The effect of hydrogen on aluminum alloys can manifest itself in a phenomenon known as high-temperature oxidation (HTO), also known as high-temperature deterioration (HTD). A case study involving 2024 and 7075 aluminum aerospace fasteners in which hydrogen-induced damage was found after solution heat-treatment and aging operations serves as an excellent example. Let’s learn more.
In simplest terms, HTO (Fig. 1) is a form of hydrogen diffusion that affects surface layers of a part during elevated-temperature treatment. This condition is often due to moisture contamination in the furnace atmosphere and is sometimes aggravated by sulfur or other furnace refractory contamination. The most common manifestation of HTO is surface blistering (Fig. 2). However, it may also appear in the form of surface voids or internal discontinuities. The symptoms of HTO are nearly identical to those of high gas content in ingots due to improper mill practices. The 7xxx-series alloys are the most susceptible followed by the 2xxx alloys.
Aerospace fasteners were being manufactured from 2024 and 7075 wrought aluminum bar stock. After heat treatment and during assembly, the hex end of multiple fasteners fractured and separated from the body close to the specified torque level. The quality department quarantined the parts in question. Visually, some surface pitting could be observed. Samples were analyzed, both in-house as well as by an independent laboratory to identify the root cause of failure.
The heat treatment of the two different fastener materials involved heating to 465˚C (870˚F) and 495˚C (920˚F), respectively, in an electrically heated air-circulation oven and holding for 75 minutes. The temperature uniformity of the oven was ±5.5˚C (±10˚F).
After soaking at temperature, a trap door opened beneath the single-basket load, which was then tilted so that the fasteners tumbled out of the basket into a chute that led to a water quench tank located below the oven. The loose parts were then collected in a perforated basket located beneath the chute. The water in the quench tank was kept at 32˚C (90˚F) via a heat exchanger before the introduction of parts. It was observed that the water was rising to 60˚C (140˚F) during the quenching operation.
The quench chute itself included an area that consisted of fine-mesh screening located around the circumference and extended for about 2 feet below the water level so as to allow water in the tank to move freely through the quench-chute area. A pipe with a series of holes designed to spray water across the top surface of the tank was located just at the water line in order to prevent steam from rising and entering the heating chamber as the parts were dropped from above.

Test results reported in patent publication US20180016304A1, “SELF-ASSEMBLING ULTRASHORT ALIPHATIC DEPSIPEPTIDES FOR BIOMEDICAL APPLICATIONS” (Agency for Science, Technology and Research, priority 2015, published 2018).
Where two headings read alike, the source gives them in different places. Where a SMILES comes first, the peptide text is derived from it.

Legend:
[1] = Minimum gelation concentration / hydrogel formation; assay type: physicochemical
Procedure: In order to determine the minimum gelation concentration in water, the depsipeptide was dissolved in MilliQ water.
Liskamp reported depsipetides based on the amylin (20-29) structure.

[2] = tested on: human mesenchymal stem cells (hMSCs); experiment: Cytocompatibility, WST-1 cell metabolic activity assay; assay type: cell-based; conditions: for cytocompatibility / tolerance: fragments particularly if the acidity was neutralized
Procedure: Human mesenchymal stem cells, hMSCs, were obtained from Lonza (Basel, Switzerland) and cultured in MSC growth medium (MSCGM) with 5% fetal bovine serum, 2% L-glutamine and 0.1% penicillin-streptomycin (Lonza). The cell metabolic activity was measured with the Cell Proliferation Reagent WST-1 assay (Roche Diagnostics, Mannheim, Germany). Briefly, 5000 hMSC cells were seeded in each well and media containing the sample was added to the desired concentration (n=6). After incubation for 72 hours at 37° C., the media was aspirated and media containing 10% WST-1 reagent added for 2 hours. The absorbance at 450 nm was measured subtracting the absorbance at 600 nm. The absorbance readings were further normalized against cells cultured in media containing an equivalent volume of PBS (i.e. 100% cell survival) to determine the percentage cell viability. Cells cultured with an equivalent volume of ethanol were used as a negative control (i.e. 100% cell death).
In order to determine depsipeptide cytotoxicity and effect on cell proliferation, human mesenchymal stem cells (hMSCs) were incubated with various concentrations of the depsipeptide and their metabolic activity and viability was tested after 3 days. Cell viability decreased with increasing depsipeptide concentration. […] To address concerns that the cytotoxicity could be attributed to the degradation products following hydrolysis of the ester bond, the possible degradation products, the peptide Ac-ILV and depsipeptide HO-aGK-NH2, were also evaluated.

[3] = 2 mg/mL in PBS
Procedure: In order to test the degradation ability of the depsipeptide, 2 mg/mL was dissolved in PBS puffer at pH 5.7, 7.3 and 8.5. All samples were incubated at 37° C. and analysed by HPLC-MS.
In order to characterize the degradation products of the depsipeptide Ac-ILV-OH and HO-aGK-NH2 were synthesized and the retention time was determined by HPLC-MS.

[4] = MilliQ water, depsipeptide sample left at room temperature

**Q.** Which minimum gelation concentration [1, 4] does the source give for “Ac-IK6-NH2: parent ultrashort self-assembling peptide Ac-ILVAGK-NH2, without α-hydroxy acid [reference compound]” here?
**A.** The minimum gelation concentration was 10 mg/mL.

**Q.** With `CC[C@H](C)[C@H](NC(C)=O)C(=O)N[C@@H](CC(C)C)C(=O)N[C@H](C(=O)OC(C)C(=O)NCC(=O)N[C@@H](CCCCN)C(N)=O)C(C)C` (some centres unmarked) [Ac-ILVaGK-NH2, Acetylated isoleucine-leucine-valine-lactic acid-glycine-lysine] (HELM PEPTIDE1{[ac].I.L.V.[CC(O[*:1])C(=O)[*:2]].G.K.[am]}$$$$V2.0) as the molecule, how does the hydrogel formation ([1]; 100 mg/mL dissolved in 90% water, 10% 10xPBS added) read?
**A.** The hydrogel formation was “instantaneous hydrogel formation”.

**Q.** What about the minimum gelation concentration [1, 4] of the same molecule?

Laboratory Investigative Work
Samples were gathered in the field and analyzed both as received using stereomicroscopy and after preparation by both optical and scanning electron microscopy. Samples were cut using a precision cutoff machine, and metallographic mounts were prepared in accordance with ASTM E3 using a conductive mounting material suitable for use in the SEM.
The scanning electron microscope was equipped with energy dispersive spectroscopy (EDS) capability. The EDS was capable of characterization of the near surface using both secondary electron imaging and backscatter electron imaging for evaluation of compositional variation (Fig. 3). Results from this analysis were documented through acquisition of digital photography, including EDS results of the corresponding spectra for each area analyzed. Multiple locations on each sample were evaluated to determine the degree of consistency in composition and morphology.
The result of the analysis was that the near-surface condition observed on a number of suspect parts was that of HTO. The presence of the subsurface porosity induced by HTO required the parts in quarantine to be scrapped and not used for production.
Field Investigative Work
Based on laboratory findings, water vapor present in the heating chamber was suspected to be the root cause. If water vapor rose from the quench-tank chute, it could enter the furnace through the trap door in the heating chamber. A high-humidity atmosphere was suspected as the source of hydrogen, which subsequently entered the part surface during the soak period.
Close inspection of the quench-tank area revealed two distinct problems. First, the exiting spray located at the water line of the tank was blocked, which limited spray and, in some cases, prevented spray from coming out of the holes. Disassembly found the pipe and holes to indeed be partially or fully clogged by mineral deposits and debris. Well water was being used to supply the system. Although not analyzed, it is a known source of such mineral deposits.
Second, the fine-mesh screen used to allow flow of water from the tank to the quench-chute area was completely blocked. This created a localized temperature rise in the chute area, creating steam that then rose into the oven proper. All components were cleaned, and a preventive-maintenance schedule was established. The problem did not reoccur.
Case studies are invaluable and offer us the opportunity to share practical lessons learned.
Hydrogen-induced damage in fasteners is an industry concern most often negated by bake-out cycles. Phenomena such as the case of high-temperature oxidation, however, underscore the need for the heat treater to be ever diligent.
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